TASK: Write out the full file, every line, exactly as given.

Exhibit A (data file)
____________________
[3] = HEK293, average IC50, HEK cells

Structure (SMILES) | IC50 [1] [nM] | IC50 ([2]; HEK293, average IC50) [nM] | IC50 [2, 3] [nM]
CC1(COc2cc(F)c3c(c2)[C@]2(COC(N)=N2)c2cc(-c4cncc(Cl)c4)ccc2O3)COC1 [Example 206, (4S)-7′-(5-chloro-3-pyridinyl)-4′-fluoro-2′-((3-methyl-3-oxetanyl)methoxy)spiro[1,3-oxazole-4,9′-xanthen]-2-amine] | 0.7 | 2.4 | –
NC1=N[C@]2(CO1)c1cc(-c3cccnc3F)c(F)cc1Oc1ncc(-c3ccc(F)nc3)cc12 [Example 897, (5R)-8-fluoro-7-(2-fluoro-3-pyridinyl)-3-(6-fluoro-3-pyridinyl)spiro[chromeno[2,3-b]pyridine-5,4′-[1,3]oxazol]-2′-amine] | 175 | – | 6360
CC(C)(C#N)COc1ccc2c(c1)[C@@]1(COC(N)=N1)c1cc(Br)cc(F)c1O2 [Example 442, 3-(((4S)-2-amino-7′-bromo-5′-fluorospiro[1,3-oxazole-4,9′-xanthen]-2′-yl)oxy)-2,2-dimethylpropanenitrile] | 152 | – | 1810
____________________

[3] = HEK293, average IC50, HEK cells

Structure (SMILES) | IC50 [1] [nM] | IC50 ([2]; HEK293, average IC50) [nM] | IC50 [2, 3] [nM]
CC1(COc2cc(F)c3c(c2)[C@]2(COC(N)=N2)c2cc(-c4cncc(Cl)c4)ccc2O3)COC1 [Example 206, (4S)-7′-(5-chloro-3-pyridinyl)-4′-fluoro-2′-((3-methyl-3-oxetanyl)methoxy)spiro[1,3-oxazole-4,9′-xanthen]-2-amine] | 0.7 | 2.4 | –
NC1=N[C@]2(CO1)c1cc(-c3cccnc3F)c(F)cc1Oc1ncc(-c3ccc(F)nc3)cc12 [Example 897, (5R)-8-fluoro-7-(2-fluoro-3-pyridinyl)-3-(6-fluoro-3-pyridinyl)spiro[chromeno[2,3-b]pyridine-5,4′-[1,3]oxazol]-2′-amine] | 175 | – | 6360
CC(C)(C#N)COc1ccc2c(c1)[C@@]1(COC(N)=N1)c1cc(Br)cc(F)c1O2 [Example 442, 3-(((4S)-2-amino-7′-bromo-5′-fluorospiro[1,3-oxazole-4,9′-xanthen]-2′-yl)oxy)-2,2-dimethylpropanenitrile] | 152 | – | 1810